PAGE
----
Fraudulent insurance claims cost Aviva, the UK’s largest insurer, £90 million last year; equivalent to £246,000 every day. The number of fraudulent claims it received also grew by 6.3% over the previous 12 months.
According to the insurance company, motor claims accounted for two-thirds (£59 million) of overall fraud – an increase of £9 million on 2016 with ‘cash for crash’ and fake whiplash claims collectively making up 66% of identified fraud.
Aviva says it now turns down one in eight whiplash claims which it suspects are fraudulent and is currently in the process of investigating close to 17,000 personal injury claims – 1,000 more than the same period last year.
Levels of organised motor fraud have fallen since 2016, nonetheless Aviva is still investigating some 3,000 cases which are thought to be linked to organised gangs. The reduction was also not enough to offset rising exaggerated personal injury claims resulting from crashes at low speeds.
Aviva says 80% of the fraud it detects is against its own customers and in order to bring fraudsters to justice, it works closely with police. During 2017, Aviva helped make 68 prosecutions resulting in a total of 143 years’ worth of prison sentences.
Commenting on the figures, Tom Gardiner, head of fraud at Aviva, says, “While it’s good news that the number of accidents is falling, we are still detecting more fraudulent claims than before. Whiplash fraud continues to present the biggest threat to customers – not just in terms of pushing premiums up, but by fraudsters putting innocent motorists at the risk of real harm by deliberately causing accidents to make bogus whiplash claims.”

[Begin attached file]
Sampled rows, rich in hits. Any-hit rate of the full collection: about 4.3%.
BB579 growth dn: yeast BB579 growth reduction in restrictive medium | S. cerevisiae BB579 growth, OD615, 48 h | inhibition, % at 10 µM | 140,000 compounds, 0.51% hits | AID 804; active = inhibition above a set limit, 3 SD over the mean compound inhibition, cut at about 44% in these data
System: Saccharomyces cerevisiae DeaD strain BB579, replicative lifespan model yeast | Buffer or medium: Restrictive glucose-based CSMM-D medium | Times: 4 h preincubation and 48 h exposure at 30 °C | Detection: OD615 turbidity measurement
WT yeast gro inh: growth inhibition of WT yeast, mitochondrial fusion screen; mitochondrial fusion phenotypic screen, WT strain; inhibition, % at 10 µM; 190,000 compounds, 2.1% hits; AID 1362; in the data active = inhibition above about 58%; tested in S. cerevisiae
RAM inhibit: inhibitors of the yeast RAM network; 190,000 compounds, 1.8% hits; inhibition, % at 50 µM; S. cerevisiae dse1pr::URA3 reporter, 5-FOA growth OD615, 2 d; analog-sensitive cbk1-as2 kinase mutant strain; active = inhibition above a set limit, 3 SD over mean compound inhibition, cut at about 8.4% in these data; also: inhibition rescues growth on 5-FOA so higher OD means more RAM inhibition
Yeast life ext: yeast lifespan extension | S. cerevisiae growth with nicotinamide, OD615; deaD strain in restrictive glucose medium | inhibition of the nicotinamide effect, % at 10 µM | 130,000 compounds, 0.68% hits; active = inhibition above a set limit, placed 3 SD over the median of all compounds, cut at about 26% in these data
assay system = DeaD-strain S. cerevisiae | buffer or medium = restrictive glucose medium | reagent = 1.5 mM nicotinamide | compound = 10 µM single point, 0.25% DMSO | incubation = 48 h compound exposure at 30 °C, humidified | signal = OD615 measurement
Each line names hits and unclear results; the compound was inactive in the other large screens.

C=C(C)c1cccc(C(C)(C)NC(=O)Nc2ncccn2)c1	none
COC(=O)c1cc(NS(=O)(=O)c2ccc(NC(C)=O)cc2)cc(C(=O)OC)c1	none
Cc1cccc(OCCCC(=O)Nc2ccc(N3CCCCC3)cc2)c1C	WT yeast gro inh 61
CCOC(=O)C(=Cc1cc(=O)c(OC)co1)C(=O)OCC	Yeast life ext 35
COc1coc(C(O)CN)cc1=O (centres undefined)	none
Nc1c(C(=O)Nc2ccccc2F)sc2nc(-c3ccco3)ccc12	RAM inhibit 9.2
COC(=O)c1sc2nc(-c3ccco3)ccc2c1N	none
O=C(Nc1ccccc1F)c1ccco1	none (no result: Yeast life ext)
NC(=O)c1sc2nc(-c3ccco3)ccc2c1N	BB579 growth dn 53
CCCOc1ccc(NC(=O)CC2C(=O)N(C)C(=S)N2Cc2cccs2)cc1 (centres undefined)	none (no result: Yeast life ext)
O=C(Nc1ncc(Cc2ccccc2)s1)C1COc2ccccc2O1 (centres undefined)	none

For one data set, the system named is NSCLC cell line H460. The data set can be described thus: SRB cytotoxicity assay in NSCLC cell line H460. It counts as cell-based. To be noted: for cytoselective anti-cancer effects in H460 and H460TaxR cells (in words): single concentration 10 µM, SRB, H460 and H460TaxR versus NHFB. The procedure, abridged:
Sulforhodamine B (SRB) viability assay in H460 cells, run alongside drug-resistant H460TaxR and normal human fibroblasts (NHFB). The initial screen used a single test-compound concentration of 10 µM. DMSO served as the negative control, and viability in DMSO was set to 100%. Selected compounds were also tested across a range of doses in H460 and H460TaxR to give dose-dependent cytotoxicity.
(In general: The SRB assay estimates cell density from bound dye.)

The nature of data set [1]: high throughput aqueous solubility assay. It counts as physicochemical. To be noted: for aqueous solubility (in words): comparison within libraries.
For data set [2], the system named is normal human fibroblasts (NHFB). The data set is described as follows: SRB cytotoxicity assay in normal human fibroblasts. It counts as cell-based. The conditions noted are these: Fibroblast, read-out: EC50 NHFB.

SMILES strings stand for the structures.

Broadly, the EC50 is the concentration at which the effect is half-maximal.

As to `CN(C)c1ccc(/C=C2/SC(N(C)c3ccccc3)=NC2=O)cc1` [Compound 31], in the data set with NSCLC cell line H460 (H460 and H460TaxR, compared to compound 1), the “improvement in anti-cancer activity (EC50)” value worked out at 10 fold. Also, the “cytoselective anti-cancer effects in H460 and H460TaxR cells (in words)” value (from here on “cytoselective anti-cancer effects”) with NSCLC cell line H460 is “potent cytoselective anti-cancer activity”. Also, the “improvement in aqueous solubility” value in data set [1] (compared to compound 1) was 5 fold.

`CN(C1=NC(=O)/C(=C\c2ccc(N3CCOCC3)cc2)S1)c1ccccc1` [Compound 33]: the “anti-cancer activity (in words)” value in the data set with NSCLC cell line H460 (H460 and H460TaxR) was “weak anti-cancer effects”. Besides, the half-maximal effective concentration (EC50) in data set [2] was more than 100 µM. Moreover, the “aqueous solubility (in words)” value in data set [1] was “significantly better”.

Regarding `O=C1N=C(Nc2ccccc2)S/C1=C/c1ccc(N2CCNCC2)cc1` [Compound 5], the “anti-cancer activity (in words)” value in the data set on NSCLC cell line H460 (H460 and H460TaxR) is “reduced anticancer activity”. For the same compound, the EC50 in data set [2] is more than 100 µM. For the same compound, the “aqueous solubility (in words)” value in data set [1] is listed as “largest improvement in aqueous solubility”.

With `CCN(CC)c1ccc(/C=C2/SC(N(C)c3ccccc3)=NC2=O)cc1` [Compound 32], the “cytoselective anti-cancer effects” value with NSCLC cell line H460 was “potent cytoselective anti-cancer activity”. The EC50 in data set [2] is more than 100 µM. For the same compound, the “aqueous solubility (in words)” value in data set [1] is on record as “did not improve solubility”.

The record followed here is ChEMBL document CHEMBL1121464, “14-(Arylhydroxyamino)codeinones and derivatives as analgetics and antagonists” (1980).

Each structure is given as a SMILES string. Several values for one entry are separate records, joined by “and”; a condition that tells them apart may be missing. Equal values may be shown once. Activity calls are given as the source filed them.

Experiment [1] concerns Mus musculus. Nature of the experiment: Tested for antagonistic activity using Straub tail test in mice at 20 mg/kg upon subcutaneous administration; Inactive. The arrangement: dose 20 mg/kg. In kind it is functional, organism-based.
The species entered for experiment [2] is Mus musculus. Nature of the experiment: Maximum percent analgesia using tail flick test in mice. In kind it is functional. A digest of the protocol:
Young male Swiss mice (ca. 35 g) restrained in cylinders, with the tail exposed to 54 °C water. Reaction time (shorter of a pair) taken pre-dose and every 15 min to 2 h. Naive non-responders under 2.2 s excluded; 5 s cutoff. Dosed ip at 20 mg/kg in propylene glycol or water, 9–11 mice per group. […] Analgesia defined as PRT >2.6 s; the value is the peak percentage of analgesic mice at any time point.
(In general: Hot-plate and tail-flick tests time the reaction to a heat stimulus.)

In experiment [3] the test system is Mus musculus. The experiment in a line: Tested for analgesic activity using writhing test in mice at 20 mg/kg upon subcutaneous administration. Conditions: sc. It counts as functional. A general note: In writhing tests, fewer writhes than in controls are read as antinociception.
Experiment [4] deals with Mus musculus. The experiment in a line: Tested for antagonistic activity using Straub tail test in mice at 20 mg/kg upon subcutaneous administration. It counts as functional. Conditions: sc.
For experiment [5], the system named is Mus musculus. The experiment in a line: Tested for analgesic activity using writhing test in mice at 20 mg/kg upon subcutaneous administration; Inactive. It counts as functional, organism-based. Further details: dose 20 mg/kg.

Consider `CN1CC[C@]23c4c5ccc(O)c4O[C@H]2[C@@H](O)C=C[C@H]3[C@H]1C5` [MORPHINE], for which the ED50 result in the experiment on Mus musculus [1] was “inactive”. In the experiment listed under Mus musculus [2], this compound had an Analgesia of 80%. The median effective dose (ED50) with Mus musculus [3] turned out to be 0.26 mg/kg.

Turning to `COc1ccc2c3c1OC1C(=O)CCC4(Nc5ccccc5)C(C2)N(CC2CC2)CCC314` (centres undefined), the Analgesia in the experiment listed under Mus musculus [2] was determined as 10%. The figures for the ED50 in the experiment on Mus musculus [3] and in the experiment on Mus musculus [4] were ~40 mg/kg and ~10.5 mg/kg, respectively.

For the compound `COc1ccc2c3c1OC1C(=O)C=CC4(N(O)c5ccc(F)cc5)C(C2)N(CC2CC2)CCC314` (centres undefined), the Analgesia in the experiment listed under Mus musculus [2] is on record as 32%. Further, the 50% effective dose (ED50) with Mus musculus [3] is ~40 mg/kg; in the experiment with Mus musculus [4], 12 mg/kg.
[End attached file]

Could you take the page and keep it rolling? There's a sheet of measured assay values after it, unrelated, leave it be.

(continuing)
Many of the problems identified by Aviva should be addressed by the Civil Liability Bill that is currently going through parliament. If the proposed legislation gets the green light, the level of compensation available to personal injury claimants would fall and therefore reduce the incentive to commit fraud.
It is also hoped that it reduces the number of calls and texts from so-called ‘ambulance chasers’ that pursue personal insurance claims on your behalf in return for a slice of any pay out.
Mr Gardiner adds: “Change is urgently needed. The proposed Civil Liability Bill will deter fraudsters from pursuing their campaign of crash for cash, simply to line their pockets. The good news in the meantime is that we are detecting, disrupting and prosecuting more fraud.”